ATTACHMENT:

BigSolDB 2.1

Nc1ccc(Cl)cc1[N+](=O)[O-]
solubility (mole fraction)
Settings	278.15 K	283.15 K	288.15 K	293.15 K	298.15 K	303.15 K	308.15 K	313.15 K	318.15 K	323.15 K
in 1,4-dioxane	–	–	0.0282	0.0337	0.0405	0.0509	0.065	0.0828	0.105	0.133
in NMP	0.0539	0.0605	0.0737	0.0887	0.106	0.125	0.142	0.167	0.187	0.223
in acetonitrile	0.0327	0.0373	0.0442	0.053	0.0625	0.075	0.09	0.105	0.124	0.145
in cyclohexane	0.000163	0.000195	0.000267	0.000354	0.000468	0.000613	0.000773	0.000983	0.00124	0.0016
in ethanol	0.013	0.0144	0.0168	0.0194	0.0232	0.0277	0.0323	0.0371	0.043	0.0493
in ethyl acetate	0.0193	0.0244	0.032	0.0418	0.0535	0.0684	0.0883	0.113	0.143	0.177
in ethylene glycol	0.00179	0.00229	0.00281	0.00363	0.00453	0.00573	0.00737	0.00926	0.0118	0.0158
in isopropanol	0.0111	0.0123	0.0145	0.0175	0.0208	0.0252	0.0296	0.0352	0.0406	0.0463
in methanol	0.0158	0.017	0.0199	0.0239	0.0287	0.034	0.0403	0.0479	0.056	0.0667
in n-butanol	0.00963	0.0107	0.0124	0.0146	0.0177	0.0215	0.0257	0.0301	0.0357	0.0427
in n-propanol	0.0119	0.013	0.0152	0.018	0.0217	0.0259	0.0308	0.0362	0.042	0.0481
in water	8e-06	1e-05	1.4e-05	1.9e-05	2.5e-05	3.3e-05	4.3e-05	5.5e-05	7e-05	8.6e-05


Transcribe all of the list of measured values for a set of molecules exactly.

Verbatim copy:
BigSolDB 2.1

Nc1ccc(Cl)cc1[N+](=O)[O-]
solubility (mole fraction)
Settings	278.15 K	283.15 K	288.15 K	293.15 K	298.15 K	303.15 K	308.15 K	313.15 K	318.15 K	323.15 K
in 1,4-dioxane	–	–	0.0282	0.0337	0.0405	0.0509	0.065	0.0828	0.105	0.133
in NMP	0.0539	0.0605	0.0737	0.0887	0.106	0.125	0.142	0.167	0.187	0.223
in acetonitrile	0.0327	0.0373	0.0442	0.053	0.0625	0.075	0.09	0.105	0.124	0.145
in cyclohexane	0.000163	0.000195	0.000267	0.000354	0.000468	0.000613	0.000773	0.000983	0.00124	0.0016
in ethanol	0.013	0.0144	0.0168	0.0194	0.0232	0.0277	0.0323	0.0371	0.043	0.0493
in ethyl acetate	0.0193	0.0244	0.032	0.0418	0.0535	0.0684	0.0883	0.113	0.143	0.177
in ethylene glycol	0.00179	0.00229	0.00281	0.00363	0.00453	0.00573	0.00737	0.00926	0.0118	0.0158
in isopropanol	0.0111	0.0123	0.0145	0.0175	0.0208	0.0252	0.0296	0.0352	0.0406	0.0463
in methanol	0.0158	0.017	0.0199	0.0239	0.0287	0.034	0.0403	0.0479	0.056	0.0667
in n-butanol	0.00963	0.0107	0.0124	0.0146	0.0177	0.0215	0.0257	0.0301	0.0357	0.0427
in n-propanol	0.0119	0.013	0.0152	0.018	0.0217	0.0259	0.0308	0.0362	0.042	0.0481
in water	8e-06	1e-05	1.4e-05	1.9e-05	2.5e-05	3.3e-05	4.3e-05	5.5e-05	7e-05	8.6e-05